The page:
The tortuous path to peace in the Central African Republic

Amnesty International’s Campaigner for Central Africa Tity Agbahey (@tityagb) reflects on the importance of the Special Criminal Court in Central African Republic for victims. This opinion piece was originally posted on Medium.

The kid is a full-of-life 4 year-old-girl. Like all kids of that age, Carine [not her real name] is curious about her surroundings; she tries to escape from her mother’s lap and grabs everything around her. She looks at my phone and flashes me a smile that looks like a silent plea. For one moment, I almost forget that we are in Bangui, the capital of the Central African Republic. It’s unusually hot for this period of the year.

There is a power outage and I’m sitting in a sweltering room with Carine’s young mother, we are facing each other, not daring to start the real conversation, so for some time we focus on the child. She seems in a very good health, apart from a slight cough probably caused by the dry and dusty air.

Her mother said she is fine and shows me a health booklet. The history of their antiretroviral therapy is clearly detailed and updated. They’re both HIV positive. Oblivious to the tragic story that led to her birth the kid looks at me while I read the booklet. I look back at her. She smiles. A fresh and pure smile only a child can give. Does she know the story, her story?

The Central African Republic is undoubtedly one of the richest countries in Africa; blessed with significant quantities of arable land that could potentially feed its four million people and more. A fertile land, rich in mineral deposits and other resources, such as uranium reserves, crude oil, gold, diamonds, cobalt, lumber….you name it. Exuberant vegetation, forests, rivers, a rich fauna and a capital city which itself looks like it was carefully placed in the middle of a green oasis.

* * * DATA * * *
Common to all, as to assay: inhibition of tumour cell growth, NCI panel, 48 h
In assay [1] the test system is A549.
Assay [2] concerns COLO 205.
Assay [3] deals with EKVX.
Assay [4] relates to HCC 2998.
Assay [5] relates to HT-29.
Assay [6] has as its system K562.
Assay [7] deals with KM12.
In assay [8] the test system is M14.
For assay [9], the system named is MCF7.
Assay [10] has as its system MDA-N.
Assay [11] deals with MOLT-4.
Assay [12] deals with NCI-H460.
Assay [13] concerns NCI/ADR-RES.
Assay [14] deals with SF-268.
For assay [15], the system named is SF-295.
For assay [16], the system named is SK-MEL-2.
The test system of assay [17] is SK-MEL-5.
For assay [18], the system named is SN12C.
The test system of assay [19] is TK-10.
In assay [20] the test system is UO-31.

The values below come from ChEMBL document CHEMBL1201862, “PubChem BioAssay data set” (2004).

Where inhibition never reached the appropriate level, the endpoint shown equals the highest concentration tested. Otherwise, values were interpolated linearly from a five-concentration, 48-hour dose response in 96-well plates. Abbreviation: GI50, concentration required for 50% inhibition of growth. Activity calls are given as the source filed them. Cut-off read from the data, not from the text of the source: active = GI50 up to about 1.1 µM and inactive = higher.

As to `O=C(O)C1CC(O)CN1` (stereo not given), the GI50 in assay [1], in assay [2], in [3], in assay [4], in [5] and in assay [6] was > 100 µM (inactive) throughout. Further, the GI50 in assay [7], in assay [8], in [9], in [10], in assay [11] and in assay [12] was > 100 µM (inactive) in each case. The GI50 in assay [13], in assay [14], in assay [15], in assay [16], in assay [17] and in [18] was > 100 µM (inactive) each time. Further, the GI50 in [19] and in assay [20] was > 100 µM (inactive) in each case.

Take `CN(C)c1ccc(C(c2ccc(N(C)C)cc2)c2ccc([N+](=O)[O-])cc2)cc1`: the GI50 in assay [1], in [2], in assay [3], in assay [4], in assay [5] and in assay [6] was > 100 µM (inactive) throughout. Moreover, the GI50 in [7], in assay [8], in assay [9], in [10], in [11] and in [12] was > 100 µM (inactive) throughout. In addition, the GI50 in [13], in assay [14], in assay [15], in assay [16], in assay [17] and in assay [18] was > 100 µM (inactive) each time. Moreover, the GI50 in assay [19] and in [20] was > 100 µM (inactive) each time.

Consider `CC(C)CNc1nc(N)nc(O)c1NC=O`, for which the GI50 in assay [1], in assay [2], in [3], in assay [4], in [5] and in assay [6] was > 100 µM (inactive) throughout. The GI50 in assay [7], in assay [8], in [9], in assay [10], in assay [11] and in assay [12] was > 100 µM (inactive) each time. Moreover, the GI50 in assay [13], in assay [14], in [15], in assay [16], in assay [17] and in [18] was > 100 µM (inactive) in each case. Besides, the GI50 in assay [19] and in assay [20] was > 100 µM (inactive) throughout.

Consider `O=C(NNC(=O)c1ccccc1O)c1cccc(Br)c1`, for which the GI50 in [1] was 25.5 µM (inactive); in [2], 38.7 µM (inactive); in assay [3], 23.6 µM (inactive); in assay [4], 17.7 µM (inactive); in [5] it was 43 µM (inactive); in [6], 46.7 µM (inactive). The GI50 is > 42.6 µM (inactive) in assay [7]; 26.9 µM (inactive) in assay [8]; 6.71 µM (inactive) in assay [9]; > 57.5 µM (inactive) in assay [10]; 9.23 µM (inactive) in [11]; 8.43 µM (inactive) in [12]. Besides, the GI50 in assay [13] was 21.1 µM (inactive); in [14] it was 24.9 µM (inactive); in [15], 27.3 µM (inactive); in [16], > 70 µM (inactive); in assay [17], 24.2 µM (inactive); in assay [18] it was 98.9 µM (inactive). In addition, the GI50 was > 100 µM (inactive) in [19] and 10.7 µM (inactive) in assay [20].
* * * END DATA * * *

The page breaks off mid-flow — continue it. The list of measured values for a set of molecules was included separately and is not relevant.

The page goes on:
This place could be among the wonders of the continent. Instead, the heart of Africa [BêAfrika (“the heart of Africa” in sango language) is how locals refer to their country] is associated with an enduring instability which has claimed thousands of lives.

A long history of military coups and conflict, fueled by a culture of impunity — including amnesties for people accused of having committed serious human rights violations –has perpetuated the cycle of violence.

The latest one unfolded in March 2013 when the Seleka, an armed coalition made up mostly of Muslims from CAR and neighboring countries, ousted the government of President François Bozizé in a coup. Quickly after, a collection of self-defense militia called the anti-Balaka made up largely of animists and Christians formed up in reaction. Both groups committed serious human rights abuses and crimes under international law.

In December 2013, while most of the world was preparing for the holiday season and looking away, fighting was raging between the two groups and soon, clashes reached the capital Bangui where nearly 1,000 civilians were killed. “When I drove to town there were bodies everywhere on the streets,” one witness told me, the town looked like an open-air cemetery. Among other atrocities, rape and other sexual violence were used almost systematically and on a massive scale during the conflict.

Carine’s mother was a young woman, living in one of the neighborhoods most affected by the ongoing fighting. The tragedy unfolding on the streets quickly came knocking at the door of the house she was sharing with her mother and nephews. Armed men looted the house and mercilessly raped her. She then discovered both her HIV-positive status and her pregnancy and gave birth to a child also infected by HIV.